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Publication numberUS4647848 A
Publication typeGrant
Application numberUS 06/586,173
Publication dateMar 3, 1987
Filing dateMar 5, 1984
Priority dateMar 5, 1984
Fee statusPaid
Publication number06586173, 586173, US 4647848 A, US 4647848A, US-A-4647848, US4647848 A, US4647848A
InventorsRonald A. Barrett
Original AssigneeTektronix, Inc.
Export CitationBiBTeX, EndNote, RefMan
External Links: USPTO, USPTO Assignment, Espacenet
For detecting the power level present in a radio frequency signal
US 4647848 A
Abstract
A junction field effect transistor circuit is used to detect the power level contained in radio frequency signals over a wide range of frequencies and signal levels. The radio frequency signal is coupled to the drain of a junction field effect transistor, the gate of which is biased at a d.c. potential equal to the pinch off voltage. The radio frequency signal is also coupled to the gate. The resulting current from the source contains a d.c. term proportional to the square of the magnitude of the radio frequency signal, as well as time varying signal components. A low pass filter is employed to remove the time varying signal components from the resulting source current to produce a D.C. output current which is proportional to the power level of the input signal.
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Claims(9)
I claim:
1. Apparatus for detecting the power level present in a radio frequency signal, comprising:
a field effect transistor having a pinch off potential associated therewith, a first gate terminal, and second and third terminals, with the radio frequency signal applied to said second terminal;
means for biasing the first gate terminal at a desired potential;
means for capacitively coupling the radio frequency signal to the first gate terminal; and,
low pass filter means coupled to the third terminal for removing time varying components from an output signal produced in response to said radio frequency signal applied to said second terminal.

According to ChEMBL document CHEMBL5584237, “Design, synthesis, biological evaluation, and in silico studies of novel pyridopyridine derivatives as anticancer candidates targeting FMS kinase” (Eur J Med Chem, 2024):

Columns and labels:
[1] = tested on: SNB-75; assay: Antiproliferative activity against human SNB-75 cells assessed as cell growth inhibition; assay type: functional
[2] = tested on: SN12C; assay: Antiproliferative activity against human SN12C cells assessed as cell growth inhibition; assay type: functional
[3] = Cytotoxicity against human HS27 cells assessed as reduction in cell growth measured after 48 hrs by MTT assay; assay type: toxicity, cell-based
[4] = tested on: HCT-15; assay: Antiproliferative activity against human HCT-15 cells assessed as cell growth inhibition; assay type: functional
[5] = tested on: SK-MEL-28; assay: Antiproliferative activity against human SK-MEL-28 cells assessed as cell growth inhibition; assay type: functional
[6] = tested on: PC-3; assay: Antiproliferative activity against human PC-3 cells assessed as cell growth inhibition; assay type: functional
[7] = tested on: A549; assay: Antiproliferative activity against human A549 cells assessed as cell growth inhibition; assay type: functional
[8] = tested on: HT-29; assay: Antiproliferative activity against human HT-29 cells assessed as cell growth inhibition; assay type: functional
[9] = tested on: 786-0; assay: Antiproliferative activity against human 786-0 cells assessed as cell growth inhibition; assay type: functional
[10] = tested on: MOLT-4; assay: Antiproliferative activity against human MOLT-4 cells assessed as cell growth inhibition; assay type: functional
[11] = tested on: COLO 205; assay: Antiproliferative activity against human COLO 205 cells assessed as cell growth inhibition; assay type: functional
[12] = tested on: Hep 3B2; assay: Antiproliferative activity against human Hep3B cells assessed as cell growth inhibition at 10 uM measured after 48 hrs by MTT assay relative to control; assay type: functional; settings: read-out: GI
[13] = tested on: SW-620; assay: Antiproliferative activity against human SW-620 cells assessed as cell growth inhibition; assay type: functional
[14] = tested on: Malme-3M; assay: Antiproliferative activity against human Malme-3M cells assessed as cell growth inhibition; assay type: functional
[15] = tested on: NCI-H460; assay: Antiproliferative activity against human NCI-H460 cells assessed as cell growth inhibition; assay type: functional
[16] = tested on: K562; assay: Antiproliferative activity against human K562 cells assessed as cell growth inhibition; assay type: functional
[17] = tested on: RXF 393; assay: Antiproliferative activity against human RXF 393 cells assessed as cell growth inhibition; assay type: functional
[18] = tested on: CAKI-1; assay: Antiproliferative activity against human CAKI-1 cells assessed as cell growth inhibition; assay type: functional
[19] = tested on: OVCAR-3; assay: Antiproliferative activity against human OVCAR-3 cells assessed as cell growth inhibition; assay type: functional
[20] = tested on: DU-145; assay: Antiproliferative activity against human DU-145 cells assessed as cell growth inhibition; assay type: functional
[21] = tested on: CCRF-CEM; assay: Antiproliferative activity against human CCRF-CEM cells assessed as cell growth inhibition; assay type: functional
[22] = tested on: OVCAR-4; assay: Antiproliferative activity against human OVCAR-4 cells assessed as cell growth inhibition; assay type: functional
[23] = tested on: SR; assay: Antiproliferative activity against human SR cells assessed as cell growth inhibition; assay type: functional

2. Apparatus as in claim 1, wherein the desired potential is the pinch off potential associated with the field effect transistor.
3. A method for detecting the power level present in a radio frequency signal, comprising the steps of:
applying the radio frequency signal to drain and gate terminals of the field effect transistor;
biasing the gate terminal of the field effect transistor substantially at a pinch off potential associated with the field effect transistor; and
removing by means of a low pass filter coupled to a source terminal of the field effect transistor a time varying component from a signal produced by the field effect transistor in response to said radio frequency.
4. A method for detecting the power level present in a radio frequency signal with a field effect transistor having a pinch off potential associated therewith, first and second channel electrodes and a gate electrode, comprising the steps of:
applying the radio frequency signal to the first channel electrode;
biasing the gate electrode at a desired potential;
A.C. coupling the radio frequency signal to the gate electrode; and,
removing a time varying component from a signal from the second channel electrode produced in response to said radio frequency signal.
5. A method for detecting the power level present in a radio frequency signal as in claim 4, wherein the desired potential is the pinch off potential of the field effect transistor.